The one thing that sets my teeth on edge, and I suppose you could consider that a good thing, as it’s eliciting some kind of emotion, is that her life would be a lot easier if she made better choices. Everything from her temper to the way she treats her friends and family to the way she drinks while she goes over evidence and police reports at home, it all makes me want to shake her and tell her her life doesn’t have to be this way. Probably, if she’s got a good character arc going for herself courtesy of the writers of the show, she’ll figure it out. What remains to be seen is how much she’s going to have to lose before she does.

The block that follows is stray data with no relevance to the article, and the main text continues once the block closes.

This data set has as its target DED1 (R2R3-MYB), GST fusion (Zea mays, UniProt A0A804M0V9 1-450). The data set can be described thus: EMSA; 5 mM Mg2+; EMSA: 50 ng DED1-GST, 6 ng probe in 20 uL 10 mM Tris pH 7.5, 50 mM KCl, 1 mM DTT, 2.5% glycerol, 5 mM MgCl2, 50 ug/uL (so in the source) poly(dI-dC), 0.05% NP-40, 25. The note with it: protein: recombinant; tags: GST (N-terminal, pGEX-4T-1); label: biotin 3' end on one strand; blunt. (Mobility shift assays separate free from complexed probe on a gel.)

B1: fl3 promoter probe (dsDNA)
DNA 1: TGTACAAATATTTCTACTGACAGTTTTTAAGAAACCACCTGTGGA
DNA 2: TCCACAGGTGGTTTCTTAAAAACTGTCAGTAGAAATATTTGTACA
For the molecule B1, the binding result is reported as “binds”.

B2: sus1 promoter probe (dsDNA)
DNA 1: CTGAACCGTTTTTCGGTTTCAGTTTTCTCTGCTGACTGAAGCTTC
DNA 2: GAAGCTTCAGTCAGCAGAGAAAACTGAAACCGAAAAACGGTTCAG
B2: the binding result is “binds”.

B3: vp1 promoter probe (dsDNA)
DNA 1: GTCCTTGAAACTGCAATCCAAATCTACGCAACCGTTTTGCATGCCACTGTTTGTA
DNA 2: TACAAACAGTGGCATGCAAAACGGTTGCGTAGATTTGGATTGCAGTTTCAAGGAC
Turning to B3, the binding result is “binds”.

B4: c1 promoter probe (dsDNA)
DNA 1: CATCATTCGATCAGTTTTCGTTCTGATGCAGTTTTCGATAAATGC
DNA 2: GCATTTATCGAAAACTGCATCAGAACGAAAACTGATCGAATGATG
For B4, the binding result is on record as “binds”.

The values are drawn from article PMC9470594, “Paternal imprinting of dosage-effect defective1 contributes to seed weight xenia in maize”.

Other facets of the show that are actually tropes of the genre are the out-of-town detective who is also assigned to the case because Mare isn’t doing a good enough job, her ex-husband getting remarried, and she develops a love interest with an outsider–a guest author who is teaching at the local college. Right away we see that the detective also assigned to the case is going to cause friction, though to my surprise it didn’t take many episodes for them to start getting along, but I was glad of that. Mare has so many other conflicts with her personal life that she doesn’t need to add any more in her professional life. Her professional life is already rocky as the Chief of their department, her boss, isn’t happy with her performance with a previous still-open case and that has consequences later on. Her ex-husband is implicated in the homicide, and of course, I would bet in one of the episodes that her love interest will also be implicated in some way. That’s just the way these shows and books go. Whether anything will come of it, we don’t know. Red herrings are what make this genre. The best writing is when everyone is a little bit guilty and the red herrings have a some merit.